Are You Ready for Winter Travel? How to Winterize a Car for the Snowy Road Ahead

A Girls Guide To Cars | Are You Ready For Winter Travel? How To Winterize A Car For The Snowy Road Ahead - Agirlsguidetocars Logotype Color Web Transparentbg 1

Here’s what you need to do to be prepared.

AAA just came out with their Thanksgiving stats, and it’s gearing up to be a busy year. More than 54 million people traveled this Thanksgiving and you guessed it–most went by car. If you didn’t get to it before the holiday (and you were lucky to hit good weather and no issues) winterizing your car now is a smart idea.

Related: I Learned to Drive in Snow at Bridgestone Winter Driving School With Toyota – And So Can You

Yes, I Actually Did This (So You Don’t Have To)

Having lived most of my life in Florida, when I moved to New York I knew nothing about winter. I didn’t have the right coat and was constantly looking for something warmer. My cute little boots caused me to fall in the snow—many times until I finally bought REAL snow boots. And, the little Chrysler PT Cruiser Convertible I bought while living in Palm Beach didn’t know how to do winter either. We both learned.

I’ll never forget one frigid morning in February when I decided to drive to Philadelphia in a snowstorm. A friend of mine called to check on me during the drive. This was our conversation:

Him: “You’re driving to Philly in this snow? Did you winterize your car?”

Me: “What does winterize mean?”

Him: “You do know what black ice is, right?”

Me: “No, what’s that?”

Him: “Girl, you’re going to die.”

New Tires

Do you need winter tires? Photo: Unsplash

Don’t Do What I Did; Instead, Follow These Tips

Fortunately, I lived to tell the story but not before my windshield wiper fluid froze into a solid block of ice. Don’t be like me. Follow these tips from Michelin for winterizing your car to help make sure you are prepared for winter road trips and the colder weather ahead.

  1. TIRES: Tires lose pressure as temperatures drop. Even if winter conditions are mild, remember to check your pressure once a month. If driving where temperatures consistently approach freezing, consider putting winter tires on your car. Winter tires are made of softer rubber that grip cold pavement, snow and icy roads better than all-season tires (they are required winter equipment in Canada).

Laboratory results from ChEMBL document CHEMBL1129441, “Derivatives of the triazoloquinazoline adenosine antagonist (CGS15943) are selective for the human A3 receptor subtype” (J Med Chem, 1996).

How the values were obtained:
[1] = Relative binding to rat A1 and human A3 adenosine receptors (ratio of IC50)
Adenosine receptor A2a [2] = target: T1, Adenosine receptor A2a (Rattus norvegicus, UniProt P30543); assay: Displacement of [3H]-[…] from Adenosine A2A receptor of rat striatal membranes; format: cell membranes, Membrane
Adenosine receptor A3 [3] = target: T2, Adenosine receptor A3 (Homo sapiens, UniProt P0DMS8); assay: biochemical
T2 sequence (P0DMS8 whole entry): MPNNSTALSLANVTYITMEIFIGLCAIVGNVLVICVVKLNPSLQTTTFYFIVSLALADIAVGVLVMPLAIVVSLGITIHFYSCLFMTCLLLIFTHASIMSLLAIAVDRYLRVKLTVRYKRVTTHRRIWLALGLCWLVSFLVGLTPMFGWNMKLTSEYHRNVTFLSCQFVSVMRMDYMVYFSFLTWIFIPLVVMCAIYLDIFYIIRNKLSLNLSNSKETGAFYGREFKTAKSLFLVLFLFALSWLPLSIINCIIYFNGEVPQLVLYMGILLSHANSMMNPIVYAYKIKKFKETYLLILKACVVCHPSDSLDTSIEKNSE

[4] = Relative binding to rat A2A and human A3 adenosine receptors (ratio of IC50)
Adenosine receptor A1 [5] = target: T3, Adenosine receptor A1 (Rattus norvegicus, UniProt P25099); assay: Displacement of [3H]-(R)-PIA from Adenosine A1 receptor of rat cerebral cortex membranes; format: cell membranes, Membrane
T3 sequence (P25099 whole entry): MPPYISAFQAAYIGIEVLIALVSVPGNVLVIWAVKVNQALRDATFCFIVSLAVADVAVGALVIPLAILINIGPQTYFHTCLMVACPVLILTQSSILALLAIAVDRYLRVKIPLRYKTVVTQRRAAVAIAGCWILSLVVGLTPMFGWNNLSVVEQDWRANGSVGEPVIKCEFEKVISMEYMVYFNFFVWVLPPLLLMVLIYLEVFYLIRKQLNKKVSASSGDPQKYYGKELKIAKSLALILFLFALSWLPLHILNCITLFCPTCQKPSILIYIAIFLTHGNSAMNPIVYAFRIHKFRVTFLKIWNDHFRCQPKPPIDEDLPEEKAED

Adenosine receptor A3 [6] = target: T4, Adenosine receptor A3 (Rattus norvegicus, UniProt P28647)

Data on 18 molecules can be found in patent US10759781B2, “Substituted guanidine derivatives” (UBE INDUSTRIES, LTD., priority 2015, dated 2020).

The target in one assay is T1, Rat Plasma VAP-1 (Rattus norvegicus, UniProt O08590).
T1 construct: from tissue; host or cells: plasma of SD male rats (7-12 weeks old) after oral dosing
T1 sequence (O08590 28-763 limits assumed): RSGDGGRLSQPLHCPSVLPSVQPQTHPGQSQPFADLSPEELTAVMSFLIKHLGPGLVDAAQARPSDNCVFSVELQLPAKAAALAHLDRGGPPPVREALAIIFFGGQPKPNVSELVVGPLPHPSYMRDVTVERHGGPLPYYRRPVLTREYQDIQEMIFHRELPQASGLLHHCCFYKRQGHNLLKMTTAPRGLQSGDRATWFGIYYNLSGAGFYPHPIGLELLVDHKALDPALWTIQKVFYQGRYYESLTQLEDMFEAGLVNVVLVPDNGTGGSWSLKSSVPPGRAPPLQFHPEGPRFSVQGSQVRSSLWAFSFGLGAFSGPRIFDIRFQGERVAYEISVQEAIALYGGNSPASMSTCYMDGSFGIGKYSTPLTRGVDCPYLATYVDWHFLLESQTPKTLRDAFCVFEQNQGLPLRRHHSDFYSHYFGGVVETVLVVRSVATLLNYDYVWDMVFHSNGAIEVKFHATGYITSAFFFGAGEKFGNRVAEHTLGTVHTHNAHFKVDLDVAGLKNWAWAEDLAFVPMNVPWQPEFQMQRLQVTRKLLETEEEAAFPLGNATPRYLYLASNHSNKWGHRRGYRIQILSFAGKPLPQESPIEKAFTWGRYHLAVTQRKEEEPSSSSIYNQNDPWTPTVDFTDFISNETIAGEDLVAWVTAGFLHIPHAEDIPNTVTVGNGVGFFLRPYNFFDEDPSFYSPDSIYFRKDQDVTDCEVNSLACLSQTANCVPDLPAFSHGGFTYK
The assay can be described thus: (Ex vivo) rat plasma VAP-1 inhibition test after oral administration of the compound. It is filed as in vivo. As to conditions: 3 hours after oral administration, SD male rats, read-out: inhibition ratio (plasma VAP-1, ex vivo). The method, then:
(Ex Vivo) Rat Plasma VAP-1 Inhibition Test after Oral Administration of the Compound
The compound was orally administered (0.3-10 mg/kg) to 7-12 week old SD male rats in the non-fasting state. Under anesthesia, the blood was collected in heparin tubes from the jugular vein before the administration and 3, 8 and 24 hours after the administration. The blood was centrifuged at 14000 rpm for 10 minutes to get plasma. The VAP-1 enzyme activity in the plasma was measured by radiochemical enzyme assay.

2. EMERGENCY KIT: Carry an emergency kit with gloves, blanket, flares, a shovel, flashlight, water, extra batteries and cell phone charger, as well as an emergency contact list with important phone numbers.
  3. LIGHTS: Inspect your headlights and brake lights to ensure they’re fully functioning, which are especially important during winter fog or heavy snow.
  4. BATTERY: Battery capacity is decreased significantly by cold weather. Before the winter months, have your mechanic check it to ensure it’s at peak performance. It’s also a good idea to carry jumper cables in your car, should you ever need someone to give you a boost (or provide one to a stranded motorist).
  5. WIPERS: Buy washer fluid with antifreeze solution to protect visibility; keep it on hand at home and refill it occasionally, especially if it’s a snowy winter. Also check your windshield wiper blades to make sure they are in good working order.
  6. HEATER & DEFROSTER: Make sure the heater and defroster are in proper working condition for both comfort and visibility.
  7. CAR WAX: A fresh coat of wax before the snow flies can help protect against damage from salt and dirt.
  8. INTERIOR MATS: Using winter mats in your car can go a long way in keeping your car’s interior clean during the snowy, slushy months.

Related: The Truth About Worn Tires and Tire Replacement: What You Need to Know

Michelin Winter Info Graphic

Being prepared is sure to make your road trip safer and your winter season easier and more enjoyable, especially if you’re one of the millions of people out on the road this winter!

Terri Marshall grew up road-tripping around the country. Her love for the open road remains strong today. A travel... More about Terri Marshall